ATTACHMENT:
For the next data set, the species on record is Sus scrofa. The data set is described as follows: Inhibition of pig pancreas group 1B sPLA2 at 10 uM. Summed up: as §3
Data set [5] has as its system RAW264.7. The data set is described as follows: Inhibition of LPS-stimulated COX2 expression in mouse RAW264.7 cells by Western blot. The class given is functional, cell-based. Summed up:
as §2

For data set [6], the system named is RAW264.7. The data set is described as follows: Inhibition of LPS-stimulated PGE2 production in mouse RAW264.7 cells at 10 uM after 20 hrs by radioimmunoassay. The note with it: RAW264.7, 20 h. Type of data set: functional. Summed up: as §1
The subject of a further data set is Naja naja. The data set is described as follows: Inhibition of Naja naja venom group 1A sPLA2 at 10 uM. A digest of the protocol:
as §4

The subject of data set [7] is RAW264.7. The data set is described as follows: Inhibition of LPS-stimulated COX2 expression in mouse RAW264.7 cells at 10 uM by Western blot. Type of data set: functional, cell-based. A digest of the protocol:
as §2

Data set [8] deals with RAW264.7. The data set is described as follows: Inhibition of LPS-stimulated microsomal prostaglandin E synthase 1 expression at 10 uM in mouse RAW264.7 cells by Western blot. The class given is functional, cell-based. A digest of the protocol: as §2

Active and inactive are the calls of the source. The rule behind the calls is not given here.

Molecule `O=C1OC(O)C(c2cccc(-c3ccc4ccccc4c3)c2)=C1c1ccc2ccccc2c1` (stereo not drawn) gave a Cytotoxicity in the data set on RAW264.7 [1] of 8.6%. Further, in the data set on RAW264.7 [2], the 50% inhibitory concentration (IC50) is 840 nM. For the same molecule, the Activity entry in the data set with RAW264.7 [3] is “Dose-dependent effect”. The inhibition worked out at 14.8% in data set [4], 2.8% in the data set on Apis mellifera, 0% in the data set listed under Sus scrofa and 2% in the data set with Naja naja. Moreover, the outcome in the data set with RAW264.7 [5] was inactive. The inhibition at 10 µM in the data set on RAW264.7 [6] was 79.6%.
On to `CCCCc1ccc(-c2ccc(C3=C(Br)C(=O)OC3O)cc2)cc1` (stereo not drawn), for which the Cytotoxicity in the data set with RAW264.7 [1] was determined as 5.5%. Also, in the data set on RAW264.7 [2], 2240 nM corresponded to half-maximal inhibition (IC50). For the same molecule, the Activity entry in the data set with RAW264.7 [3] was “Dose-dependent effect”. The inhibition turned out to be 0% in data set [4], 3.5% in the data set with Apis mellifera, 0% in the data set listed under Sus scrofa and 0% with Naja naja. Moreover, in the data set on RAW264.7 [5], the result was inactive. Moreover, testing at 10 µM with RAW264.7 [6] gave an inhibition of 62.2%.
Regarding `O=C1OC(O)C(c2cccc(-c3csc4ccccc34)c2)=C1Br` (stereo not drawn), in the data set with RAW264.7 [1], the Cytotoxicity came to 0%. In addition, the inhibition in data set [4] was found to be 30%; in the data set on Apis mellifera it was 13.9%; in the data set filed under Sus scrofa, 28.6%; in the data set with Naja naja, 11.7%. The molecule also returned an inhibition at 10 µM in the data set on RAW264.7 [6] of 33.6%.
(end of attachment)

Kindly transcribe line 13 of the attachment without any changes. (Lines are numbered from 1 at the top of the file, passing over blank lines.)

Regarding `O=C1OC(O)C(c2cccc(-c3csc4ccccc34)c2)=C1Br` (stereo not drawn), in the data set with RAW264.7 [1], the Cytotoxicity came to 0%. In addition, the inhibition in data set [4] was found to be 30%; in the data set on Apis mellifera it was 13.9%; in the data set filed under Sus scrofa, 28.6%; in the data set with Naja naja, 11.7%. The molecule also returned an inhibition at 10 µM in the data set on RAW264.7 [6] of 33.6%.